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Postby Bodhisattva75 » Sun Sep 02, 2018 2:10 pm

Hey All,

This is my first time on here, and after reading through the responses you all give, I think I'm in the right place :)

It's not for me, it's actually my 43 year old husband that has PKD turned 'moderate' CKD . Unfortunately, his Mum had it too (and later had a successful transplant) and his sister has PKD. My hubby is now at around 23% kidney function and on Tolvaptan. His CKD nurse at Birmingham Queen Elizabeth is absolutely unbelievable, we couldn't as for a more caring and helpful lady.

The reason I'm on here is that hubby has recently had 2 high readings for liver enzymes. One was shortly after losing his Dad in January - he had a really bad time and a couple of big blow outs. Luckily, after 3 months his readings neutralised. However, he's now back on the lowest dose and has just had 2 high readings so has had to come off them until results have normalised. We have no idea what might have triggered this. Any suggestions would be appreciated.

We're both a little panicky at the prospect of him having to stop the medication. I've found myself googling 'CKD' and, like many things on Google, you're bombarded with the most negative outcomes and stories. This is my reason for being here, I could do with some support and, just advice really I suppose.

Can anyone else relate to this?

I'd be interested to speak to anyone that has had dialysis and, possibly, a transplant to understand the process second hand.

Thanks, everyone. And I wish you all speedy recoveries :)
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Postby wagolynn » Mon Sep 03, 2018 1:57 pm

Try looking at the topics on this websites home page

This one tends be a little more technical, look at the 'Handbooks'

These are reliable sources.

With PKD, it is possible to have cyst on the liver, which can effect the function.

When you have had a look at the above, plus ask the medical team looking after his case, you will probably have some questions, post again and I am sure someone will have some answers.
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Postby Bodhisattva75 » Mon Sep 03, 2018 2:59 pm

Thanks so much for this, its much appreciated.

I'd love to hear personal experiences from anyone in the same boat. Can you recommend a better place to post?
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Postby AmandaClare » Tue Sep 04, 2018 12:05 am

Hi Bodhisattva

I hope hubby is able to restart the treatment and avoid end stage - I know little about PKD.

Nor am I the best person to share personal stories since I was at your husband's stage about 32 years ago - though that's good news in itself! But didn't want to read and run. I would advise not to frighten yourself with statistics about survival times on dialysis. They include people of all ages and co-morbities so don't tell an individual much at all.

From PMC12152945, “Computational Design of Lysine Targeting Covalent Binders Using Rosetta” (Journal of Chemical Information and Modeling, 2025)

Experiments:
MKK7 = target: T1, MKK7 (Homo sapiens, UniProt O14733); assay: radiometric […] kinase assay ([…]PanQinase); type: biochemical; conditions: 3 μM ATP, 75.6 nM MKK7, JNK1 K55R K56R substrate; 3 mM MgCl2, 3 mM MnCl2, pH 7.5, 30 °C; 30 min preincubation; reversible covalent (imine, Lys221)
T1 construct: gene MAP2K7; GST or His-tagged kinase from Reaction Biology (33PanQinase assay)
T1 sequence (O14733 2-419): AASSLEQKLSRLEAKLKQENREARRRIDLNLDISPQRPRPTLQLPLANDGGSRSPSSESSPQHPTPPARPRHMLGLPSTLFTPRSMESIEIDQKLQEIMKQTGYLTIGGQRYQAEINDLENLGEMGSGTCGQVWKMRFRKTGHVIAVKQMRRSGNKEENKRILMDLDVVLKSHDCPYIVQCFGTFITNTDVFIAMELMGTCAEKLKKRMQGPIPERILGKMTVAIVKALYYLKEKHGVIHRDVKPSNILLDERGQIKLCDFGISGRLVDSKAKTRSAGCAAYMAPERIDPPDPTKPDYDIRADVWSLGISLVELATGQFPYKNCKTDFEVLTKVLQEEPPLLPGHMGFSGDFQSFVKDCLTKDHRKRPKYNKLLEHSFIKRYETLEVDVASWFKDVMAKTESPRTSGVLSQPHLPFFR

I wish you both all the best. Many of us on here are proof that life goes on after end stage, albeit with a major added complication. Keep posting.

Amanda. X
Alports Syndrome
Dialysis 1986, aged 14
Transplant 1988, still going strong!
Baby boy 2010
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Joined: Tue Sep 18, 2007 1:58 pm
Location: London


Postby wagolynn » Tue Sep 04, 2018 3:47 pm

Hi Bodhisattiva,

Some random thoughts;

Tolvaptan - I think, forces the kidneys to expel more water but maintains blood sodium levels, it also reduces the rate of growth of the cysts in some patients.
Many diuretics increase sodium excretion along with water but adding sodium is not a problem.
I think, it is recommended that Tolvaptan is prescribed for 30 days only and/or the liver function is closely monitored as it can cause liver damage. (I may be out of date on the liver damage)

PKD - See ... ase-adpkd/

CKD - (Chronic Kidney Disease) Usually referred to in stages 1 - 5 1 being mild, and 5 total failure.

PKD will progress to CKD but each patient is different so the rate of decline is unknown, and it can progress in burst but it will progress.
Some patients go through life with PKD without being troubled by it.

When the kidney function is around 10% the patient is put on dialysis, this is a holding measure until the patient can be transplanted.

Sorry, it looks like doom and gloom but it is not as bad as it sounds, and it better to be realistic rather than thinking it may go away.
Your husband will find it much better if he can understand the condition, and its treatment as it progresses rather than being a passive patient, well I do anyway...

I think, you will find it difficult to get many responses to your post but if you ask specific questions then you are likely to get some.
Whilst every patient is different there are many common factors, and practical problems.

Best wishes.
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